Pick virtually any ophthalmologist’s practice and you’ll find patients who complain of vitreous floaters. When, if ever, should these patients receive treatment? Visit aao.org to learn more.
Hattiesburg Eye Clinic’s Dr. David Richardson remembers clearly what he was thinking when he first saw a picture of his eye taken last May with Optomap, a new type of retinal imaging camera.
“I told the company representative, there must be some mistake,” says Dr. Richardson. “This has to be the image of another patient – it can’t be mine.”
“Viewing a patient’s retina primarily helps us diagnose vision problems, but it can also indicate problems elsewhere in the body,” says Dr. Richardson. “And that’s what I saw when I looked at the image of my eye –a possible blood vessel blockage somewhere else in my body.”
Brennan assured him the demonstration camera had never been used before and that his eye was the first one imaged by that particular unit. Alarmed, he called Dr. Robbie Robbins, a cardiovascular surgeon who set up a cardiac CT scan a couple of days later on Friday. After undergoing the procedure, Dr. Richardson went home. A few hours later, Dr. Robbins called him.
“He asked me what I was doing,” Dr. Richardson recalls. “He then said, ‘Don’t do anything strenuous the rest of the weekend – I have a heart catheterization set up for you early next week.’”
The CT scan had revealed an occlusion of the left anterior descending artery of the heart, known commonly as the “widowmaker” artery. Heart attacks involving it are extremely dangerous and life-threatening.
But the plan for further action didn’t wait for that next Tuesday, the day after Memorial Day. When he began having chest discomfort Saturday morning, Dr. Richardson was admitted to the hospital. After a catheterization revealed an extensive blockage, he underwent emergency cardiac bypass surgery on Sunday.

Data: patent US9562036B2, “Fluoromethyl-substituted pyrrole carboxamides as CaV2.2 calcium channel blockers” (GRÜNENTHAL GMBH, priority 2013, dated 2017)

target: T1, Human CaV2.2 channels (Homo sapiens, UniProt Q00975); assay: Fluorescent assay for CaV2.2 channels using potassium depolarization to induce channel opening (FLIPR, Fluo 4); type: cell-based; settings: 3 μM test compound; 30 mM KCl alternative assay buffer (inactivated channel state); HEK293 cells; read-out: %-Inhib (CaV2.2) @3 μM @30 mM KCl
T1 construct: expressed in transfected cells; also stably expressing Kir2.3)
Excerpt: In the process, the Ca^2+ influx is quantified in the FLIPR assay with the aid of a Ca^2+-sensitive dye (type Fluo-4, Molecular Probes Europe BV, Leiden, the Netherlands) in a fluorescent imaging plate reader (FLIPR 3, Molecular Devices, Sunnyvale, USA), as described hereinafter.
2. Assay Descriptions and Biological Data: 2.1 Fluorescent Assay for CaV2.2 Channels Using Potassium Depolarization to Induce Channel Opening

A few days after the surgery, he called Brennan with Optos. “I thanked him for bringing the camera that day. I believe God used that demonstration to save my life.”
The eye’s retina is a thin layer of cells that line the back of the eye and make up nearly 65% of the eye’s surface. It converts light into impulses and sends them to the optic nerve, which transmits them to the brain. Because of its extensive surface and network of blood vessels and nerve fibers, it’s an excellent indicator for potential vision problems like macular degeneration, glaucoma or retinal detachment, all of which can lead to blindness. But it may also contain signs of other problems in the body like increased blood pressure, diabetes and heart disease.
“We actually see quite a number of cases of general disease during our eye exams. I would estimate that we refer 10 to 20% of our patients to other physicians to check on abnormalities we’ve found,” says Dr. Richardson.
While retinal imaging is a standard part of visual examinations, the Optomap system increases that view, allowing a physician to view up to 80% of the retinal surface at one time, or a 200 degree range as opposed to 30 degrees with conventional techniques. The image can be captured in a quarter of a second and then produced as a high resolution color image on a computer screen for immediate viewing by both the physician and the patient.
The Optomap system is now a part of Hattiesburg Eye Clinic’s diagnostic services, at the main clinic at 100 West Hospital Drive and at the new Oak Grove location 6504 Hwy 98. They’re the first clinic in the Hattiesburg – Laurel area to provide the new system making it their second “First” within a year: they were the first in Mississippi to provide the Catalys Precision Laser, the first FDA-approved laser exclusively designed for cataract surgery.
Dr. Richardson and the entire clinic team believe Optomap will increase both the speed and accuracy of disease diagnoses. This could potentially help save not only someone’s vision but also their life – as he believes it did for him.
“I truly believe God used what happened that day to save my life,” says Dr. Richardson. “The Optos rep said he hardly ever takes the device to initial meetings with physicians but his company sent a camera to his home two days before he left for Hattiesburg. And, the rep did not order the machine nor could he find anyone at the company who sent it. I don’t believe I’d be here today without that image.”
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